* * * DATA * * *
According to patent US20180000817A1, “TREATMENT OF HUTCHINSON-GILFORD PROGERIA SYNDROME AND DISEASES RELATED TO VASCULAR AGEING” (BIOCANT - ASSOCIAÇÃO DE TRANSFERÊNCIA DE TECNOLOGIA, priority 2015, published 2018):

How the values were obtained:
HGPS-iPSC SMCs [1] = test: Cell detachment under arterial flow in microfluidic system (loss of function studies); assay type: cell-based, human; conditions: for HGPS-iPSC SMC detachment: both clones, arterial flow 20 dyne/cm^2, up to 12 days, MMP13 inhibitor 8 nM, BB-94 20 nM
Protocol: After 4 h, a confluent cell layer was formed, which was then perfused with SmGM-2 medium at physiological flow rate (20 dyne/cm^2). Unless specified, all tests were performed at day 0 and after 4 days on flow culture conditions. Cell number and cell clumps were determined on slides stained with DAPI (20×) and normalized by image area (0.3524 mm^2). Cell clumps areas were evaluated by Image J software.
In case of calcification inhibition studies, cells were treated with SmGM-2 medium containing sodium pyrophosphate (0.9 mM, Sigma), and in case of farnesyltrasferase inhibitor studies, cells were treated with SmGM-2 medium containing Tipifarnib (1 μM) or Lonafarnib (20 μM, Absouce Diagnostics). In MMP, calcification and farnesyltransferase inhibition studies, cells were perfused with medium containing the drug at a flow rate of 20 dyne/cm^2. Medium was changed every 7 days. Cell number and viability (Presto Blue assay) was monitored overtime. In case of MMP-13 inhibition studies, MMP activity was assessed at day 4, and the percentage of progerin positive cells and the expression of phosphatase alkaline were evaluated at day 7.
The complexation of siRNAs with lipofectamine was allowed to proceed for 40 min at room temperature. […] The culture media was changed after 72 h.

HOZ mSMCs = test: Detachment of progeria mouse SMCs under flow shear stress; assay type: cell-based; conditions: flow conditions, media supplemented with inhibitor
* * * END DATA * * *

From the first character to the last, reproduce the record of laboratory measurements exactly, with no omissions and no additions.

According to patent US20180000817A1, “TREATMENT OF HUTCHINSON-GILFORD PROGERIA SYNDROME AND DISEASES RELATED TO VASCULAR AGEING” (BIOCANT - ASSOCIAÇÃO DE TRANSFERÊNCIA DE TECNOLOGIA, priority 2015, published 2018):

How the values were obtained:
HGPS-iPSC SMCs [1] = test: Cell detachment under arterial flow in microfluidic system (loss of function studies); assay type: cell-based, human; conditions: for HGPS-iPSC SMC detachment: both clones, arterial flow 20 dyne/cm^2, up to 12 days, MMP13 inhibitor 8 nM, BB-94 20 nM
Protocol: After 4 h, a confluent cell layer was formed, which was then perfused with SmGM-2 medium at physiological flow rate (20 dyne/cm^2). Unless specified, all tests were performed at day 0 and after 4 days on flow culture conditions. Cell number and cell clumps were determined on slides stained with DAPI (20×) and normalized by image area (0.3524 mm^2). Cell clumps areas were evaluated by Image J software.
In case of calcification inhibition studies, cells were treated with SmGM-2 medium containing sodium pyrophosphate (0.9 mM, Sigma), and in case of farnesyltrasferase inhibitor studies, cells were treated with SmGM-2 medium containing Tipifarnib (1 μM) or Lonafarnib (20 μM, Absouce Diagnostics). In MMP, calcification and farnesyltransferase inhibition studies, cells were perfused with medium containing the drug at a flow rate of 20 dyne/cm^2. Medium was changed every 7 days. Cell number and viability (Presto Blue assay) was monitored overtime. In case of MMP-13 inhibition studies, MMP activity was assessed at day 4, and the percentage of progerin positive cells and the expression of phosphatase alkaline were evaluated at day 7.
The complexation of siRNAs with lipofectamine was allowed to proceed for 40 min at room temperature. […] The culture media was changed after 72 h.

HOZ mSMCs = test: Detachment of progeria mouse SMCs under flow shear stress; assay type: cell-based; conditions: flow conditions, media supplemented with inhibitor